North Cyprus


Cyprus, located in the Mediterranean, south of Turkey, to the east of Syria, tucked up nicely in the calm deep blue waters. Northern Cyprus boasts warm summers, cool mountains and wonderful unspoilt beaches.

The third largest Mediterranean island, it is divided into the Northern (Turkish) and Southern (Greek) halves. Divided by a mountain range and arable plain, Northern Cyprus has a plentiful supply of freshly produced products ranging from wheat to honey. The Northern Cypriot mountains are covered intensively in forests, which are a delight for wanderers, bikers, naturalist and climbers all year round.

Governed by the ancient Hittite for a period, and then by the Achaeans from Greece and finally by the were ruled by the Roman and Byzantine empires, it has a long and colourful history with many influences and historic land marks. In 1571 it was conquered by the Turks, again by the the Ottoman Empire in 1878, and occupied by the British in 1960. Each leaving their mark on the Island.

It finally gained its independence as the Republic of Cyprus, which in 1974 was overthrown by the Greek/Turkish conflict resulting in today´s two state policy.

The largest city of Nicosia is shared by both states with the south being predominantly Greek and the north Turkish orientated, whereby the Cypriots support their own understanding of being proudly Cypriot. The TRNC (Turkish Republic of Northern Cyprus) is seeking recognition by the world council.

The climate is typical Mediterranean. Summers are long and dry, and winters are short and rainy. The average annual temperature 19 º C (66 º F). Mid-summer temperature is 40 º C (105 º F) the warmest sea in the Mediterranean and the average is around 21 º C (75 º F). The weather is pretty mild in winter and the average annual rainfall is more than 500mm of rain east of the west coast.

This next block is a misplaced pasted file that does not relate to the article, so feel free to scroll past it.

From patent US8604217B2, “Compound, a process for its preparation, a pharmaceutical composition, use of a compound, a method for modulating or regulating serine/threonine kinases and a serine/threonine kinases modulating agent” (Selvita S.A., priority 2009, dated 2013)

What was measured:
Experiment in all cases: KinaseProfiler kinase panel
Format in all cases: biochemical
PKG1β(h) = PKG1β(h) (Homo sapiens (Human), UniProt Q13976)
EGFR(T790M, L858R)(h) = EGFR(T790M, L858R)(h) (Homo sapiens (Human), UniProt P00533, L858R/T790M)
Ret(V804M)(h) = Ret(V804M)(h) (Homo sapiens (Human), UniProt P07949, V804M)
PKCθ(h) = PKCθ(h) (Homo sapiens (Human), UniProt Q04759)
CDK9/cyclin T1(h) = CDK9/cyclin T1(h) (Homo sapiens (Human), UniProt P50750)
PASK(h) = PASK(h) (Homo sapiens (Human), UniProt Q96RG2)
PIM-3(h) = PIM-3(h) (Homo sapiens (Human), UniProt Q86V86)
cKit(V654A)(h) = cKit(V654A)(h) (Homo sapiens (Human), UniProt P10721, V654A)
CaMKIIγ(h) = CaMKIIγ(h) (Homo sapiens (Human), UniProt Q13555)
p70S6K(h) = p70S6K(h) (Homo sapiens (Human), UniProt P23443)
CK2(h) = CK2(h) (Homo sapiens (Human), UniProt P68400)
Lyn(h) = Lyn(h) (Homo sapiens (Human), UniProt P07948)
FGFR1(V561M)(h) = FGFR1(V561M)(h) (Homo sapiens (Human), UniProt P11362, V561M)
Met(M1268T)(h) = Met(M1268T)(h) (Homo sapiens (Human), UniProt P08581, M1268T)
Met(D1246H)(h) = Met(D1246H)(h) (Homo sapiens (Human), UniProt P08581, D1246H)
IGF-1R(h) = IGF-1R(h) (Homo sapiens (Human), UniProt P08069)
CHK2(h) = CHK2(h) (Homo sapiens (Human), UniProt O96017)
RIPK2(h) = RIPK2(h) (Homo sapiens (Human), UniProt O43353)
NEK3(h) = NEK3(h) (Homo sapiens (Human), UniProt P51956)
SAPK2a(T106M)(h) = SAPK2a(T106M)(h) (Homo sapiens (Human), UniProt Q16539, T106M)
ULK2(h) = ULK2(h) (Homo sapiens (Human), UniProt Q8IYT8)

Evergreen foliage, citrus fruits, as well as scrub, deciduous trees, dwarf shrubs, flowers of different species of trees and bushes of Cyprus creates the overall vegetational cover.

The Cypriot weather has been an important factor in the formation of the unique Mediterranean climate of the region, leading to its natural vegetational wealth. The most common types of forest tree species are pine, cypress, and oak are subsequently grown on the island. 150 different species of bush and trees, and 1900 different kinds of flowering plants that grow naturally all over the island have been noted. Most impressively there are 30 species of orchids known in the world which thrive only on Cyprus.

Having a wide and diverse population of both endemic and migrating birds, Cyprus is a haven for bird watchers. Located on the main migration routes between Europe, the Orient and Africa, Cyprus is a perfectly protected natural sanctuary for birds. Also living on the island are 26 different land and amphibious water reptiles.

Cyprus is also unique in the Mediterranean for its beaches providing safe havens for endangered sea turtles, Caretta and Chelonia mydas have protected areas ideal for spawning.